Isaiah Crowell

Doug Martin ready, willing to mentor Raiders first-round pick Josh Jacobs

Doug Martin ready, willing to mentor Raiders first-round pick Josh Jacobs

Doug Martin has spent most of his career as a feature running back, with some standout seasons to show for it. His career entered another phase last season, when he joined the Raiders knowing full well he’d be a backup.

Marshawn Lynch was the primary option when he signed up, and steady carries proved hard to come by as an understudy even with head coach/offensive play caller Jon Gruden’s propensity for using multiple backs. Lynch deserved the workload he got, and Jalen Richard was a change-of-pace back off the bench.

Martin went full-time after Lynch’s season-ending groin injury, and churned out a respectable 4.2 yards per carry. He wasn’t able to find another solid opportunity in free agency, and was unemployed when the Raiders drafted Josh Jacobs and signed Isaiah Crowell.

Crowell’s torn Achilles’ tendon brought Martin back to the Silver and Black, a second time with zero allusions of being the feature back. He came here to counsel Jacobs, and take over in an unexpected pinch.

He was frank about that fact after Tuesday’s OTA session.

“Josh Jacobs, he’s a good kid with good character,” Martin said. “You all heard his story, I read up on it myself. I commend him for being as strong as he is, and that being said I came here to mentor, push him, show him that I’ve been in the league eight years, so I am a vet now. I can’t believe it, but that’s the case and so I’m here to just be that role model for him.

"If he has any questions, I’m here for him to ask them. Like I said, he has good character, but at the same time he looks like he can just run you over, so he’s going to be great for the team.”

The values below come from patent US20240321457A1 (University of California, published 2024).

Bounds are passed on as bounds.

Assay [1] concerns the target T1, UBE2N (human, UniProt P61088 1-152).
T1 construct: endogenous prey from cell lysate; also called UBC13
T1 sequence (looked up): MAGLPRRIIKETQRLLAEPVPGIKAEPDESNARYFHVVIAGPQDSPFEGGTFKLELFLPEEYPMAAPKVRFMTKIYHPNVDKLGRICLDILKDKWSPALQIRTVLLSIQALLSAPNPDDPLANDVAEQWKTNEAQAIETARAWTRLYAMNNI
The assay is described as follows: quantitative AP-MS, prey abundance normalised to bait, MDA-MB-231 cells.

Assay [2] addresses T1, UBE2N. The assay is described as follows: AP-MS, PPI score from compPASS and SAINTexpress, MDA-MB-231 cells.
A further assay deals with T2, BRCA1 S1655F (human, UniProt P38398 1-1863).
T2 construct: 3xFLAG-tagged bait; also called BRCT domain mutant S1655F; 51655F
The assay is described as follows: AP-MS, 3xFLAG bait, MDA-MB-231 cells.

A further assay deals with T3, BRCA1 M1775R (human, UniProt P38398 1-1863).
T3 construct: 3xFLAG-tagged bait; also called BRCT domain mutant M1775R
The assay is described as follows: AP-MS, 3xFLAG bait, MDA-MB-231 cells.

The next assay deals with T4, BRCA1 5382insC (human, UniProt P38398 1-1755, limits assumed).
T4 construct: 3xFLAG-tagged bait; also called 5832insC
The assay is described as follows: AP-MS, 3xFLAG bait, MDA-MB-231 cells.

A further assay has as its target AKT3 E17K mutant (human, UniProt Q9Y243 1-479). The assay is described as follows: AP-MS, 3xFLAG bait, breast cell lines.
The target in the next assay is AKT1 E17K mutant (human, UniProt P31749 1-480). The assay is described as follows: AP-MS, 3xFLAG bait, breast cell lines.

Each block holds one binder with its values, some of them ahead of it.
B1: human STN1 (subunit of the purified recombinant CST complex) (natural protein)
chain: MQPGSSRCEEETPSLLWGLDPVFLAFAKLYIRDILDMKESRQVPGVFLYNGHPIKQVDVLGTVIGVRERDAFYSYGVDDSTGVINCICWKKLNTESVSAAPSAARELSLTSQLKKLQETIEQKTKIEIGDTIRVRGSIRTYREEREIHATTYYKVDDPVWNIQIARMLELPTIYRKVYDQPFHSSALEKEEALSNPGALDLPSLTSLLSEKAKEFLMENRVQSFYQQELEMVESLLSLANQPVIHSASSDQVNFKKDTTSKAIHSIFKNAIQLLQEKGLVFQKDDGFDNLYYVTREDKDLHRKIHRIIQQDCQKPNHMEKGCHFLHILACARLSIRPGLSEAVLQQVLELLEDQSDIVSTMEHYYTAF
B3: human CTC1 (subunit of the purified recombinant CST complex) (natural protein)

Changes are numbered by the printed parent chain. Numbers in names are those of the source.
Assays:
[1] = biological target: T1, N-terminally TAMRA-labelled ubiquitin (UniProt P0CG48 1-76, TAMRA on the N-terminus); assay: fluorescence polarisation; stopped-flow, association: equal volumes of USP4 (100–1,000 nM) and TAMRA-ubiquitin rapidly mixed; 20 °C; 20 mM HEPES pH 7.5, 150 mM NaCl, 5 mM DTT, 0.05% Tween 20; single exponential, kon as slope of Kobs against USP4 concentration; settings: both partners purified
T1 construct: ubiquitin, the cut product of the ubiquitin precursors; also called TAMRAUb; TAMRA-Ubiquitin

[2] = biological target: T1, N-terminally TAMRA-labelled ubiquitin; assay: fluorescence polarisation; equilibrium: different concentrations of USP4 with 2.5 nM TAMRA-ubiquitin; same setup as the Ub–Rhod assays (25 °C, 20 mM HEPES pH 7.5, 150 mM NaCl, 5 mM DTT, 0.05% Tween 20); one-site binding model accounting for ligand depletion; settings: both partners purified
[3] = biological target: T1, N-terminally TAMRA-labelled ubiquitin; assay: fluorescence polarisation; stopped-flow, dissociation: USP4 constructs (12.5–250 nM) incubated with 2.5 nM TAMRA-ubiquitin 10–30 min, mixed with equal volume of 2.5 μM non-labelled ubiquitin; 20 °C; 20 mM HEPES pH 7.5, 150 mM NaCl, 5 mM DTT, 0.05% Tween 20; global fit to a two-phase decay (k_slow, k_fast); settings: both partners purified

Martin definitely wanted a shot at steady carries, especially after leading the team with 723 rushing yards and four touchdowns primarily as a first-and-second-down back.

A Raiders reunion seemed likely at first, though the sides couldn’t agree on terms and Martin remained a free agent deep into the offseason. That was worrisome, but Martin insists it didn’t cause great consternation.

“If something doesn’t go your way, you just have to stay optimistic, and I was being optimistic with the situation,” Martin said. “I knew I was going to be somewhere and do good things, but it’s just crazy how things folded out. I wish happy healing to Isaiah Crowell for his Achilles' (tendon injury), but, when there is chaos you just make a positive out of negative and you just got to stay optimistic about it.”

Martin's back with the Raiders, understanding his role as mentor and backup capable of playing well on early downs.

This mentor/protégé partnership could work, considering how much Jacobs and Martin have in common. Both guys were first-round picks, with the Raiders adding Jacobs at No. 24 this year, and Tampa Bay taking Martin at No. 31 in 2012.

They also have similar builds, with Jacobs standing 5-foot-10, 220 pounds and Martin at 5-9, 223. Both guys can slash through the interior, with enough speed to pop good runs outside.

Martin had nearly 2,000 yards of total offense (on 368 touches!!) as a rookie, a sum the Raiders would gladly take from Jacobs early on.

Nearly a decade separates them and the Raiders are looking to get younger across the board, making this Jacobs’ time to shine.

[RELATED: Jacobs is Raiders rookie in best position to succeed]